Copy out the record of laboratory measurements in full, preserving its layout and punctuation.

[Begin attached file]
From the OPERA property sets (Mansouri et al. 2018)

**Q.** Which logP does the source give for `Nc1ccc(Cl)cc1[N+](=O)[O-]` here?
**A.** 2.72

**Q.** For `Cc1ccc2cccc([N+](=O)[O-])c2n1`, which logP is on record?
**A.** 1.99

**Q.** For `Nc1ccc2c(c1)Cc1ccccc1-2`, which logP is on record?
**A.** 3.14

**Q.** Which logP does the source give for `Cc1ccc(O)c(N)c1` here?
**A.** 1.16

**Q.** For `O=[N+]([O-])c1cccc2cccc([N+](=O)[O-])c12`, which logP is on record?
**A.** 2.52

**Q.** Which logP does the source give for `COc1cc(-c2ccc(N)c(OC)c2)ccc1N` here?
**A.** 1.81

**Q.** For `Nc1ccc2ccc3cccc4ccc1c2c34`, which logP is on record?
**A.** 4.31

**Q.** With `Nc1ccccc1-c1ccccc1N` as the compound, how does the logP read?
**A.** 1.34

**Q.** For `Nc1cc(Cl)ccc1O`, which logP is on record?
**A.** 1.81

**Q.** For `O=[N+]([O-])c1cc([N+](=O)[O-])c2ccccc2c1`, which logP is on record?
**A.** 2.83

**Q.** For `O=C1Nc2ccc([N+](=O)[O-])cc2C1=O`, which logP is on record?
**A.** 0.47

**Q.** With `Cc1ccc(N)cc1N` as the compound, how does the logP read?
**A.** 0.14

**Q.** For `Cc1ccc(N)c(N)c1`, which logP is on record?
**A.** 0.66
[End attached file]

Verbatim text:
From the OPERA property sets (Mansouri et al. 2018)

**Q.** Which logP does the source give for `Nc1ccc(Cl)cc1[N+](=O)[O-]` here?
**A.** 2.72

**Q.** For `Cc1ccc2cccc([N+](=O)[O-])c2n1`, which logP is on record?
**A.** 1.99

**Q.** For `Nc1ccc2c(c1)Cc1ccccc1-2`, which logP is on record?
**A.** 3.14

**Q.** Which logP does the source give for `Cc1ccc(O)c(N)c1` here?
**A.** 1.16

**Q.** For `O=[N+]([O-])c1cccc2cccc([N+](=O)[O-])c12`, which logP is on record?
**A.** 2.52

**Q.** Which logP does the source give for `COc1cc(-c2ccc(N)c(OC)c2)ccc1N` here?
**A.** 1.81

**Q.** For `Nc1ccc2ccc3cccc4ccc1c2c34`, which logP is on record?
**A.** 4.31

**Q.** With `Nc1ccccc1-c1ccccc1N` as the compound, how does the logP read?
**A.** 1.34

**Q.** For `Nc1cc(Cl)ccc1O`, which logP is on record?
**A.** 1.81

**Q.** For `O=[N+]([O-])c1cc([N+](=O)[O-])c2ccccc2c1`, which logP is on record?
**A.** 2.83

**Q.** For `O=C1Nc2ccc([N+](=O)[O-])cc2C1=O`, which logP is on record?
**A.** 0.47

**Q.** With `Cc1ccc(N)cc1N` as the compound, how does the logP read?
**A.** 0.14

**Q.** For `Cc1ccc(N)c(N)c1`, which logP is on record?
**A.** 0.66